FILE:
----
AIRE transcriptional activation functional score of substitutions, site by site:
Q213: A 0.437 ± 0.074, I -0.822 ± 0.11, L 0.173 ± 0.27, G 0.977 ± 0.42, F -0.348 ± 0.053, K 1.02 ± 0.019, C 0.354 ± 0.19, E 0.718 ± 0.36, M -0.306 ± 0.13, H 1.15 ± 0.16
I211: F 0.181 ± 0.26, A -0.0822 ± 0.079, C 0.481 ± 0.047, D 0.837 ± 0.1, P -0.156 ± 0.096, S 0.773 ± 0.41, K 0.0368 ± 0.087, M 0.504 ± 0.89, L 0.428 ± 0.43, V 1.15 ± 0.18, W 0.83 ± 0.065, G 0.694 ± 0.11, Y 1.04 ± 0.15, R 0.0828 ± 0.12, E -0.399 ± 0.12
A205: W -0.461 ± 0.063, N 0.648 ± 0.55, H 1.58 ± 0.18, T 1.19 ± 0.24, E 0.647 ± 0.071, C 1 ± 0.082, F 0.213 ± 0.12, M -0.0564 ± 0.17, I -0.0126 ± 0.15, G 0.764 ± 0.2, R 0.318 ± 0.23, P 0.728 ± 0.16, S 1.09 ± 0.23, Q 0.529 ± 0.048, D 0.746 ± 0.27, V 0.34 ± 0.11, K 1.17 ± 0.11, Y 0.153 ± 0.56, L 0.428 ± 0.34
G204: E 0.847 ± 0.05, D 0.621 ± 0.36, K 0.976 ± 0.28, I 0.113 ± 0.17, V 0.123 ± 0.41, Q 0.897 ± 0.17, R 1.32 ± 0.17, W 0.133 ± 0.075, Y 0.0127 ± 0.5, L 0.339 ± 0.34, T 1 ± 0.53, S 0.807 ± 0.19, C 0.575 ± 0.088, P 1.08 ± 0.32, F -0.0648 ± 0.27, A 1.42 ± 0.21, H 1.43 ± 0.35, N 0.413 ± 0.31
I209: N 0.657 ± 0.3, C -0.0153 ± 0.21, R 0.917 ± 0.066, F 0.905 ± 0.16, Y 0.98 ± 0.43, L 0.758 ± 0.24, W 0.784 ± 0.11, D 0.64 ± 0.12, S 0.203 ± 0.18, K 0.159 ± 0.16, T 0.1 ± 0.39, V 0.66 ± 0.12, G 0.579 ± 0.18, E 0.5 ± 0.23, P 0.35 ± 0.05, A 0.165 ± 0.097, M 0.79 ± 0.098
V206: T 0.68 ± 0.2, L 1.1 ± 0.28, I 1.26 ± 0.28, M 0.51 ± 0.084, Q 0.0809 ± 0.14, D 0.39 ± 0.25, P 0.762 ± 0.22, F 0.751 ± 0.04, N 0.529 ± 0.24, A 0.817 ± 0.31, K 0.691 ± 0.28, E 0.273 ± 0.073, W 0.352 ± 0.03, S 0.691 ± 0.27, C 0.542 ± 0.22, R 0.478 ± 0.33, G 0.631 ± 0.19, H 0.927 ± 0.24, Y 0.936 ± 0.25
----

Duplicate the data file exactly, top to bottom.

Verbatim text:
AIRE transcriptional activation functional score of substitutions, site by site:
Q213: A 0.437 ± 0.074, I -0.822 ± 0.11, L 0.173 ± 0.27, G 0.977 ± 0.42, F -0.348 ± 0.053, K 1.02 ± 0.019, C 0.354 ± 0.19, E 0.718 ± 0.36, M -0.306 ± 0.13, H 1.15 ± 0.16
I211: F 0.181 ± 0.26, A -0.0822 ± 0.079, C 0.481 ± 0.047, D 0.837 ± 0.1, P -0.156 ± 0.096, S 0.773 ± 0.41, K 0.0368 ± 0.087, M 0.504 ± 0.89, L 0.428 ± 0.43, V 1.15 ± 0.18, W 0.83 ± 0.065, G 0.694 ± 0.11, Y 1.04 ± 0.15, R 0.0828 ± 0.12, E -0.399 ± 0.12
A205: W -0.461 ± 0.063, N 0.648 ± 0.55, H 1.58 ± 0.18, T 1.19 ± 0.24, E 0.647 ± 0.071, C 1 ± 0.082, F 0.213 ± 0.12, M -0.0564 ± 0.17, I -0.0126 ± 0.15, G 0.764 ± 0.2, R 0.318 ± 0.23, P 0.728 ± 0.16, S 1.09 ± 0.23, Q 0.529 ± 0.048, D 0.746 ± 0.27, V 0.34 ± 0.11, K 1.17 ± 0.11, Y 0.153 ± 0.56, L 0.428 ± 0.34
G204: E 0.847 ± 0.05, D 0.621 ± 0.36, K 0.976 ± 0.28, I 0.113 ± 0.17, V 0.123 ± 0.41, Q 0.897 ± 0.17, R 1.32 ± 0.17, W 0.133 ± 0.075, Y 0.0127 ± 0.5, L 0.339 ± 0.34, T 1 ± 0.53, S 0.807 ± 0.19, C 0.575 ± 0.088, P 1.08 ± 0.32, F -0.0648 ± 0.27, A 1.42 ± 0.21, H 1.43 ± 0.35, N 0.413 ± 0.31
I209: N 0.657 ± 0.3, C -0.0153 ± 0.21, R 0.917 ± 0.066, F 0.905 ± 0.16, Y 0.98 ± 0.43, L 0.758 ± 0.24, W 0.784 ± 0.11, D 0.64 ± 0.12, S 0.203 ± 0.18, K 0.159 ± 0.16, T 0.1 ± 0.39, V 0.66 ± 0.12, G 0.579 ± 0.18, E 0.5 ± 0.23, P 0.35 ± 0.05, A 0.165 ± 0.097, M 0.79 ± 0.098
V206: T 0.68 ± 0.2, L 1.1 ± 0.28, I 1.26 ± 0.28, M 0.51 ± 0.084, Q 0.0809 ± 0.14, D 0.39 ± 0.25, P 0.762 ± 0.22, F 0.751 ± 0.04, N 0.529 ± 0.24, A 0.817 ± 0.31, K 0.691 ± 0.28, E 0.273 ± 0.073, W 0.352 ± 0.03, S 0.691 ± 0.27, C 0.542 ± 0.22, R 0.478 ± 0.33, G 0.631 ± 0.19, H 0.927 ± 0.24, Y 0.936 ± 0.25